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23. Use the optional Digital Probe to scan the profile and/or pockets of your fun/hobby type designs to write your tool path program and machine out a duplicate of your original design To “surface” scan an object, you can program the probe along the X or Y plane. The stylus will travel over the part starting on the left side front corner of the object and work its way to the end of the part on the right side. Depending on how the stylus moves, it will record linear and interpolated movements along the X, Y, and Z planes directly on the MX Editor.
To “pocket” scan an object containing a closed pocket such as circles or squares, the scan will start from the top front, work its way inside of the pocket, and scan the entire perimeter of the pocket.
Under the Setup of the MX software you will find the Probe Tab which will allow you to calibrate and program your probe. Your “Probe Step”, “Feed”, and “Data Filter” can also be changed on the fly while the probe is in the middle of scanning your object.

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24. Use work offsets G54-G59 for nesting applications
The work offsets offer you a way to program up to six different machining locations. It’s like having multiple 0.0 locations for different parts. This is very useful especially when using sub-routines/nesting applications.

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25. Create a Rectangular Pocket / Slot with our selection of Wizards to help you build a tool path program
The Cycle Wizards for the mill or lathe makes it easy to create a simple tool path without needing to use a CAD and CAM software.
On this Wizard, the Rectangular Pocket / Slots, can be used to form a deep rectangular pocket into your material or machine a slot duplicating as many passes needed to its total depth.

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26. Create a Circular Pocket Wizard
Input the total diameter, the step down, and total depth and the code will be generated.

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27. Do Thread Milling using a single point cutter Wizard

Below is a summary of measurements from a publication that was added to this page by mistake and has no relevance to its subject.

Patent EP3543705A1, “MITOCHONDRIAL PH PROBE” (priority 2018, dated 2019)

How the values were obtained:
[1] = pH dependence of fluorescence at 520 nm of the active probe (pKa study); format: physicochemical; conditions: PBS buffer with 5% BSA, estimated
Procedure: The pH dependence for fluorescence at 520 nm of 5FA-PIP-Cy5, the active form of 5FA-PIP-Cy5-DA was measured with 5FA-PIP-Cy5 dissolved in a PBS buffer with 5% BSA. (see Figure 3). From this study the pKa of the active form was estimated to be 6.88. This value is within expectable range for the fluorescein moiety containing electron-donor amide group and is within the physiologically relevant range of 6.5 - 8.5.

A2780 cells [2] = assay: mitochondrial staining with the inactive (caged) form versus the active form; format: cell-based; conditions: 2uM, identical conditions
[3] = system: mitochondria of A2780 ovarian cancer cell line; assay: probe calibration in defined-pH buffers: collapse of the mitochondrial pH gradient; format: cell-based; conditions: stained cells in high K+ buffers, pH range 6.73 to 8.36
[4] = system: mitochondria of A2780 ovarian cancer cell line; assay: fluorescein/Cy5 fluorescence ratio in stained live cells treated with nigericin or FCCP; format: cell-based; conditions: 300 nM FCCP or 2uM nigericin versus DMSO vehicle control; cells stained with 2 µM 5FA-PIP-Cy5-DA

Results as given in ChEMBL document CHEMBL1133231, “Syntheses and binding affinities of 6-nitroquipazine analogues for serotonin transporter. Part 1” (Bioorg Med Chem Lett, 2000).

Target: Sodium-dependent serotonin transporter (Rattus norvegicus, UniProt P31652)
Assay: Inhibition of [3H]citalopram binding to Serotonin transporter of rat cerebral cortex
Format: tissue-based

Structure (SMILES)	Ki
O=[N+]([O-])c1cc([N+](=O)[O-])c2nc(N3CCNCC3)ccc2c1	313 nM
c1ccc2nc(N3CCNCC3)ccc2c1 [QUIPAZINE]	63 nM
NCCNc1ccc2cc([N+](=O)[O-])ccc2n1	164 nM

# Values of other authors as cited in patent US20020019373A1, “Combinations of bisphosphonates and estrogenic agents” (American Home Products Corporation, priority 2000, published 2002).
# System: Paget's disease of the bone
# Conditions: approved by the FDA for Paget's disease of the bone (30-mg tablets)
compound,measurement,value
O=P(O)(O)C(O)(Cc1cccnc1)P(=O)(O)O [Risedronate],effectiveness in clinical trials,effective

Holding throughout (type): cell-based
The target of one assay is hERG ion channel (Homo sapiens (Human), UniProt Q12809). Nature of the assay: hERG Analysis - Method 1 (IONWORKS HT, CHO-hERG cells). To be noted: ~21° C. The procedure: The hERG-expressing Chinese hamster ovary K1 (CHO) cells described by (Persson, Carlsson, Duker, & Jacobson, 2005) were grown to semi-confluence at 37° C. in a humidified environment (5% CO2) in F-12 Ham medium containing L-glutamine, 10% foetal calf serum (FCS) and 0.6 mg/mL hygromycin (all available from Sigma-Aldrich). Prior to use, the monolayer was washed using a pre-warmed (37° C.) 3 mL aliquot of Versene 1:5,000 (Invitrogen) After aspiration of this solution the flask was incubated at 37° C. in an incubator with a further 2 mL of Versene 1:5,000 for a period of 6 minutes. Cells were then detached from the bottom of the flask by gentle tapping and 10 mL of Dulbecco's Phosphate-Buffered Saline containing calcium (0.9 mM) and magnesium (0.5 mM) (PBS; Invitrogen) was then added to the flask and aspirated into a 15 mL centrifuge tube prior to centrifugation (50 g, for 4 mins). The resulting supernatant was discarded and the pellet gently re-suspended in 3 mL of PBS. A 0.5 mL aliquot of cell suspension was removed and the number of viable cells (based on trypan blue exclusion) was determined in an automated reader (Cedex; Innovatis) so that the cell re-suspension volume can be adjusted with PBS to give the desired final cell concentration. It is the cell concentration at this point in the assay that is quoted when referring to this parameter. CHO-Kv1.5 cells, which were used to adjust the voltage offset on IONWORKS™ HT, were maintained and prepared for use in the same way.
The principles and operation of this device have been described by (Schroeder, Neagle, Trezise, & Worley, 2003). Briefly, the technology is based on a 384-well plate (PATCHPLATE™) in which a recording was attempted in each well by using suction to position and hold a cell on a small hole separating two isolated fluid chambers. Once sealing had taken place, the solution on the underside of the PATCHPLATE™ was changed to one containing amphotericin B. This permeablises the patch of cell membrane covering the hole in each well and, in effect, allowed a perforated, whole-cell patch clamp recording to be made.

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28. Cut a gear out using the Cut Gear Wizard with the optional Fourth Axis

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29. Create a Peck Drilling Program in Circular or Rectangular Patterns
Using the Circular or Rectangular Drilling Wizards, you can program the machine to drill an un-limited series of holes along the X and Y planes. Program it to drill straight through to your total depth, use a high-speed pecking cycle, or deep hole pecking cycle. You can program the cut-in depth and return point for a controlled peck drill application to maximize chip clearance.

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30. The MX interface can easily be interchanged from Mill Mode to Lathe Mode
Use this interface for your CNC Masters Lathe. It contains all the same user-friendly features and functions that comes in Mill Mode. Simply go to the Setup page and change the interface.

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31. Use Tool Change Compensation or the optional Auto Tool Changer Turret if your application requires more than one tool in a single program
You can offset the length and angle of each tool and record it under Tools in your Setup. The program will automatically pause the lathe’s movement and spindle allowing you to change out your tool, or allowing the optional ATC Turret to quickly turn to its next tool and continue machining.
On the MX interface, you also have four Tool Position buttons. Select your desired T position, and the auto tool post will quickly turn and lock itself to that position.

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32. Use the Lathe Wizard Threading Cycle to help you program your lathe’s internal or external threads in inches or metric

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33. Use the Lathe Wizard Turning / Boring Cycle to help you program simple turning and boring cycles without having to go through a CAM or writing a long program with multiple passes

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34. Use the Lathe Wizard Peck Drilling Cycle to help you program your drill applications or for face grooving

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35. Facing / Grooving / Part Off Cycle Wizards – with Constant Surface Speed
These cycles can be used with Constant Surface Speed allowing the spindle speed to increase automatically as the diameter of the part decreases giving your application a consistent workpiece finish. With CSS built into the wizard, there is no need to break down the cycle into multiple paths and multiple spindle speed changes.

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36. This is our list of supported G and M codes which can be found under Tools > G Code/ M Code List in the MX
If you plan to use a third-party CAM software to generate your tool path program, use a generic FANUC post processor and edit it to match our list of codes. As an option, we also sell Visual mill/turn CAM software which comes with a guaranteed post processor for our machines to easily generate your tool path programs based on your CAD drawings.

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37. Our pledge to you…